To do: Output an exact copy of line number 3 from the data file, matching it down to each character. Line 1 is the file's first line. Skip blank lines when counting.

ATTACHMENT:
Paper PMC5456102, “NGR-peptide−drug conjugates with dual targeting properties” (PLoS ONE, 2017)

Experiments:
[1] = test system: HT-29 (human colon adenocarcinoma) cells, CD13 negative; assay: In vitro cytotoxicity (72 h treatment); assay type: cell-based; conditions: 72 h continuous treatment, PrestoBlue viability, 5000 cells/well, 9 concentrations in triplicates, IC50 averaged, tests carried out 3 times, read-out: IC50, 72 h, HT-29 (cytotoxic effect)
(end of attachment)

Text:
[1] = test system: HT-29 (human colon adenocarcinoma) cells, CD13 negative; assay: In vitro cytotoxicity (72 h treatment); assay type: cell-based; conditions: 72 h continuous treatment, PrestoBlue viability, 5000 cells/well, 9 concentrations in triplicates, IC50 averaged, tests carried out 3 times, read-out: IC50, 72 h, HT-29 (cytotoxic effect)